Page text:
Startups need funding, and most startups want to raise money with as little legal red tape as possible. But when a startup takes investment money, it is issuing securities, and federal securities laws generally require a company – or “issuer” – to register the offering and sale of any securities with the Securities Exchange Commission (“SEC”). The bad news is that most early-stage companies don’t have the legal resources to comply with the SEC’s registration and reporting requirements. The good news is that Congress and the SEC recognize this and so have created certain exemptions from the registration requirement.
The most commonly used exemptions derive from Sections 4(a)(2) and 3(b)(1) of the Securities Act of 1933. Section 4(a)(2) exempts issuer transactions “not involving any public offering,” while Section 3(b)(1) authorizes the SEC to create additional exemptions. The SEC adopted Regulation D (“Reg D”) in 1982 to clarify and expand the exemptions available under these two sections. The SEC further expanded Reg D in 2013 following passage of the Jumpstart Our Business Startups Act of 2012 (“JOBS Act”).
Until this year, Reg D included three rules – Rules 504, 505, and 506 – that provided specific exemptions from registration. Rules 504 and 505 exempted certain offerings up to $1 million and $5 million, respectively. Rule 506 spelled out two “safe harbors” – 506(b) and 506(c). If an offering met the conditions of either of Rule 506’s “safe harbors,” it would be deemed a transaction “not involving any public offering” and would be exempt under Section 4(a)(2).
Last October, the SEC amended Reg D “to assist smaller companies with capital formation.” The amendments changed Reg D in two main ways. First, Rule 504 was amended to increase its dollar limit from $1 million to $5 million. Second, Rule 505 was repealed because amended Rule 504 rendered it redundant. The Rule 504 amendment was effective January 20, 2017. Rule 505 was repealed as of May 22, 2017.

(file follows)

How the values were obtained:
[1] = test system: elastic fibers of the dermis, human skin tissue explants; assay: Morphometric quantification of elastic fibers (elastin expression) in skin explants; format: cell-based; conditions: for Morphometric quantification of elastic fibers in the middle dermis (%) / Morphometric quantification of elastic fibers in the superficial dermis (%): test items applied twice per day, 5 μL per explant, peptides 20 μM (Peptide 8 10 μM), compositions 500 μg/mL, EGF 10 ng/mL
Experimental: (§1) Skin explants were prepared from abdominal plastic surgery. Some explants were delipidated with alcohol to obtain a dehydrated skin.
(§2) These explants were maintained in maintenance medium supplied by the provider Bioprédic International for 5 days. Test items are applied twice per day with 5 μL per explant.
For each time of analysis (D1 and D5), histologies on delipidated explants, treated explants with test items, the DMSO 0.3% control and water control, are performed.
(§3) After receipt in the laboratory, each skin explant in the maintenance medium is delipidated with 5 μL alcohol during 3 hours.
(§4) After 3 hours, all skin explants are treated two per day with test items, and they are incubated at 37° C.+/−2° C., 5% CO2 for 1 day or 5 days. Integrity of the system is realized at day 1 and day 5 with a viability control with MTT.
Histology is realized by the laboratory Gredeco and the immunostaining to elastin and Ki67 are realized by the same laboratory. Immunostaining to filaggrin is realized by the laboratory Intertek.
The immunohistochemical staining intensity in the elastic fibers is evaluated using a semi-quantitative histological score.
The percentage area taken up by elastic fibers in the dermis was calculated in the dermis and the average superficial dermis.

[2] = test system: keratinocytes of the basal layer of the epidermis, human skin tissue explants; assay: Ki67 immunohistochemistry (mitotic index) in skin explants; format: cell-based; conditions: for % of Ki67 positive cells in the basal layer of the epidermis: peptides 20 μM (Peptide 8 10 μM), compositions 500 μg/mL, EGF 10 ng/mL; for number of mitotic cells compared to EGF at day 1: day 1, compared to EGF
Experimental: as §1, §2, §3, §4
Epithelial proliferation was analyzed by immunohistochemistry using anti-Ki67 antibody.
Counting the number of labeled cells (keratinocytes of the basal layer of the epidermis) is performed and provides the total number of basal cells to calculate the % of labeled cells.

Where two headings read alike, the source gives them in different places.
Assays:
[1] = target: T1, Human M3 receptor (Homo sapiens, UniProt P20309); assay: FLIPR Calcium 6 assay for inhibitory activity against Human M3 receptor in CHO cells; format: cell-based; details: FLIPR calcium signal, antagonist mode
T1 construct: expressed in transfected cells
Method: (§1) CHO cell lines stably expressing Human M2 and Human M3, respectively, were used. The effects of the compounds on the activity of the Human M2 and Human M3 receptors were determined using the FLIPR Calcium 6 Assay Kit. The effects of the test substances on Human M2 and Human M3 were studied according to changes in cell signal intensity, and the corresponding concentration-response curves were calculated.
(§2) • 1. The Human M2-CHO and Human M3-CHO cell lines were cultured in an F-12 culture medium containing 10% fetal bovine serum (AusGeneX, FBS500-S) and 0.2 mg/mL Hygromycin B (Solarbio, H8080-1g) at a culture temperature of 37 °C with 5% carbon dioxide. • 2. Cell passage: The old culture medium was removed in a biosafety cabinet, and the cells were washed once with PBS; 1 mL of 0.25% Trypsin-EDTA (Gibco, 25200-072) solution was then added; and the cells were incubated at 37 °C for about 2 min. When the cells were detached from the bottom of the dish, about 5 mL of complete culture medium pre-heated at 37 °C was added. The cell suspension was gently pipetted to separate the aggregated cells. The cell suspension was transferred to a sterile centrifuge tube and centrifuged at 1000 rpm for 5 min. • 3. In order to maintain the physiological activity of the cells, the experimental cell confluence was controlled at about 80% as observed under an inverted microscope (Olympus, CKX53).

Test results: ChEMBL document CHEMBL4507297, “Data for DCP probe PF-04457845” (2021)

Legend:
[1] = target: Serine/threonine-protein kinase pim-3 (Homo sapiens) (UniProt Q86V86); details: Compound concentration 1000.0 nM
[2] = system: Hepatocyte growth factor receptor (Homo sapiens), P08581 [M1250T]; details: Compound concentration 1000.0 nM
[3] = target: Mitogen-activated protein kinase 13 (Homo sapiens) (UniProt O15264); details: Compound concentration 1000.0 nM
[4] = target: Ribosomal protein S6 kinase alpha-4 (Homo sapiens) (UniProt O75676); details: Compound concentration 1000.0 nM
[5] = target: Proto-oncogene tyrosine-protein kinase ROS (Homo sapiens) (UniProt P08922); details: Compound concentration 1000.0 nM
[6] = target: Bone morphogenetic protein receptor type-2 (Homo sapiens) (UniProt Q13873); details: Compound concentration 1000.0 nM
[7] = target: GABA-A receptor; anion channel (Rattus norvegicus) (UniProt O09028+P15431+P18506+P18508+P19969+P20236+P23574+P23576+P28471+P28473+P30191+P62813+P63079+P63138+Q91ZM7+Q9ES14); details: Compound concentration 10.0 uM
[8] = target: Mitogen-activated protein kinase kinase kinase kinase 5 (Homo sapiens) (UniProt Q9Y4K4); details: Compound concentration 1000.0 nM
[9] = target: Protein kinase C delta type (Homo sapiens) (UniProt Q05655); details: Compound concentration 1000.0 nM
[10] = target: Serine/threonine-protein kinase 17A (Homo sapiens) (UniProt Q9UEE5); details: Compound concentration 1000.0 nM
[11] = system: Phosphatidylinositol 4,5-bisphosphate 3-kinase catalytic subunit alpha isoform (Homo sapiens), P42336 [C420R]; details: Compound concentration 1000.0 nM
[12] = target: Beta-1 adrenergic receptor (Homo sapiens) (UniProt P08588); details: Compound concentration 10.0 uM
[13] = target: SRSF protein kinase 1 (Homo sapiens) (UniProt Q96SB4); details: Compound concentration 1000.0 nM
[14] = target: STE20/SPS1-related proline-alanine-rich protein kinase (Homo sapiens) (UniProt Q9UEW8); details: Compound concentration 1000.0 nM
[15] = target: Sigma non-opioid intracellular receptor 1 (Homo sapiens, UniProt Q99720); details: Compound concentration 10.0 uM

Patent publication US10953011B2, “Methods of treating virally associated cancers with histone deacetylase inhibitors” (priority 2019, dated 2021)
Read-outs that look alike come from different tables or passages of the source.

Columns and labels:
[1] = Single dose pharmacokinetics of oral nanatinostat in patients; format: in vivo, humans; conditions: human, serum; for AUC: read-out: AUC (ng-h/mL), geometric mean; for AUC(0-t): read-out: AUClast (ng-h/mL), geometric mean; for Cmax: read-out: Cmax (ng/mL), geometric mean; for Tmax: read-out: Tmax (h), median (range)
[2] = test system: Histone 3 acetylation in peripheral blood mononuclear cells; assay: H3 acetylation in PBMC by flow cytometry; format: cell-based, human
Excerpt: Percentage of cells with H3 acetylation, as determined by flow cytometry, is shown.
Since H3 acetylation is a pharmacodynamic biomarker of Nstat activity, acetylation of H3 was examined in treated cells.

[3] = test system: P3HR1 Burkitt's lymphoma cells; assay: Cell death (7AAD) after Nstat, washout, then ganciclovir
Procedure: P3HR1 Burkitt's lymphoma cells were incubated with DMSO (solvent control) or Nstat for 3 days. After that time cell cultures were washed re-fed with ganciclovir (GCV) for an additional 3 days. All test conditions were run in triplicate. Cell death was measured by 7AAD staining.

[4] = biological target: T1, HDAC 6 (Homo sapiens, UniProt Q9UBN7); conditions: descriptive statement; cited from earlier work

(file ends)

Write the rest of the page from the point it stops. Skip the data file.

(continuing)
So where does that leave us? The below chart summarizes the former and current Reg D exemptions. (Note: This chart contrasts some of the exemptions’ main features and does not detail all applicable legal requirements.)
|Rule 504 [before 2017 amendment]||Rule 504 [as amended in 2017]||Rule 505 [repealed in 2017]||Rule 506(b)||Rule 506(c)|
|Dollar Limit (12-month aggregate)||$1 million.||$5 million.||$5 million.||None.||None.|
|Permitted Investors||Anyone.||Anyone.||Unlimited accredited investors and up to 35 non-accredited investors.||Unlimited accredited investors and up to 35 non-accredited but financially sophisticated investors.||All investors must be accredited.|
|Verification of Investor Accreditation||Not applicable.||Not applicable.||Issuer must reasonably believe that investor is accredited.||Issuer must reasonably believe that investor is accredited.||Issuer must take reasonable steps to verify that investor is accredited.|
|General Advertising & Solicitation||Permitted only in certain circumstances, depending on state law.||Permitted only in certain circumstances, depending on state law.||Prohibited.||Prohibited.||Permitted.|
|Disclosure Requirements||No specific disclosure requirements.||No specific disclosure requirements.||Enhanced disclosures required under Rule 502(b)(2) if any investor is non-accredited.||Enhanced disclosures required under Rule 502(b)(2) if any investor is non-accredited.||No specific disclosure requirements.|
|“Bad Actor” Disqualification||No “bad actor” disqualification.||Exemption unavailable to “bad actors” under Rule 506(d)(1).||Exemption unavailable to “bad actors” under Rule 505(b)(2)(iii).||Exemption unavailable to “bad actors” under Rule 506(d)(1).||Exemption unavailable to “bad actors” under Rule 506(d)(1).|
|Compliance with State “Blue Sky Laws”||Issuer must comply with state laws.||Issuer must comply with state laws.||Issuer must comply with state laws.||State law requirements preempted.||State law requirements preempted.|